It is vital to have a proper costing system in place to offer services at competitive prices. This is all the more important in the current economic environment as the UK government is likely to curtail public expenditure in the future to rein in the fiscal deficit and this will increase the competition for public sector contracts. There are two important costing systems – absorption costing and activity based costing (ABC). This report analyses the usefulness of a costing system by highlighting the benefits that accrue to a company by using either of them.
The report compares the advantages and disadvantages of both costing systems. The company currently uses absorption costing. As the ABC is based upon a number of cost drivers and collection of data associated with them, a section of this report analyses the major steps that will be required if the company was to introduce an ABC system. There would be costs and resources associated with the implementation of an ABC system and a preference of one costing method over another will take those into account along with their benefits. Some of the key terms/concepts used in this report are also explained for better understanding.
Benefits of a costing system
A good costing system gives the management of company correct information required for pricing of a product. Management makes strategic pricing decisions based on the nature of various costs. This is important for success of the company to win orders in today’s competitive world where lower economic growth has reduced the avenues for increasing sales.
The UK government has borrowed a large amount of money to prop up the balance sheets of the commercial banks. In order to rebalance its financial books, the government will have to reduce expenditure in the future. The government is unlikely to cut expenditure on health or education. But other services will be hit hard. Lesser number of contracts will result in higher competition and companies with relevant and proper costing systems will have competitive advantage to win more orders in a low profit margin environment.
Absorption costing and Activity based costing
Absorption costing is a technique that calculates unit cost of a product or service by including both fixed and variable costs. Variable costs are easy to identify and allocate but fixed costs are associated with more than one service or cost centre and have to be allocated on the basis of different assumptions.
With absorption costing, the company does not have to use separate internal and external financial reporting systems. Absorption costing includes all costs in a product thereby meeting the external financial reporting systems requirement of matching costs with the sales in a period. The company saves significant costs and resources by using one financial reporting system only.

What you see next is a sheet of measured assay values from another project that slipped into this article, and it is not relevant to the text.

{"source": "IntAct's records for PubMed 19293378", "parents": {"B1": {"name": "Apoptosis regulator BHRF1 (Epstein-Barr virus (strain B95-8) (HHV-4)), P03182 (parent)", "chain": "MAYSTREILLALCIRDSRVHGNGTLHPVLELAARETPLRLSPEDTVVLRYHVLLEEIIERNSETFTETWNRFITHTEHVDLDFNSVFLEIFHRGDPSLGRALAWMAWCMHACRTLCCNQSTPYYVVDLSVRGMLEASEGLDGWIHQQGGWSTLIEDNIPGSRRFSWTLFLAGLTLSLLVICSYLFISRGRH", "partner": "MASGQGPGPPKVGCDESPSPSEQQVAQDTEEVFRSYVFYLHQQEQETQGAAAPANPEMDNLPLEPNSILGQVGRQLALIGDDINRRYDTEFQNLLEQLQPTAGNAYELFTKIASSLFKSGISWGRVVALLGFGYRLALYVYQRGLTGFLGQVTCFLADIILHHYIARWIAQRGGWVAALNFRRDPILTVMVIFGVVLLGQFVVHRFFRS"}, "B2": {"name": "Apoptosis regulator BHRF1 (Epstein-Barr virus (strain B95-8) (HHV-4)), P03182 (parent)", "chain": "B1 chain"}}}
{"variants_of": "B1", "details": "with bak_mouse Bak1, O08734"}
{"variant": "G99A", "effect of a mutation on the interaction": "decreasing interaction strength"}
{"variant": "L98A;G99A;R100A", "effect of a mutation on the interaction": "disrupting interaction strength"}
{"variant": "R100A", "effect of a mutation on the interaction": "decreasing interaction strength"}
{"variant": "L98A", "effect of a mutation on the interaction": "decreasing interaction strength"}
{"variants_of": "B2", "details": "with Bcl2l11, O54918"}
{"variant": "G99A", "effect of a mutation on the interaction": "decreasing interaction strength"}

As absorption costing includes all fixed costs, it is a better judgement of a firm’s profitability in the longer run. A company has to recover all fixed costs in the medium to long-run and exclusion of them in pricing decision may lead to business failure over the long run.
But absorption costing has its drawbacks also. The fact that the fixed costs are allocated on the basis of various assumptions may lead to different costing standards within a company and prevent benchmarking of processes.
Activity Based Costing
ABC is a system that assigns the overhead costs for each activity of an organisation to the products, services or other cost objects that caused that activity (Horngren et. al, 1999: pg. 136).
ABC can be used for benchmarking and improving processes. The use of standard activities and data collection processes can enable a company to benchmark activities across plants and drive improvements. (Kaplan and Cooper, 1998, pg. 143).
The major drawback of ABC is that the costs of implementing and operating it are significantly more than that of an absorption costing system (Drury, 2004, pg. 389). As data collection about different costs has to be done in various departments, the costs associated with training of personnel and software installation makes an ABC system prohibitive especially for smaller organisations. Smaller organisations also normally do not have enough manpower to assign for ABC system.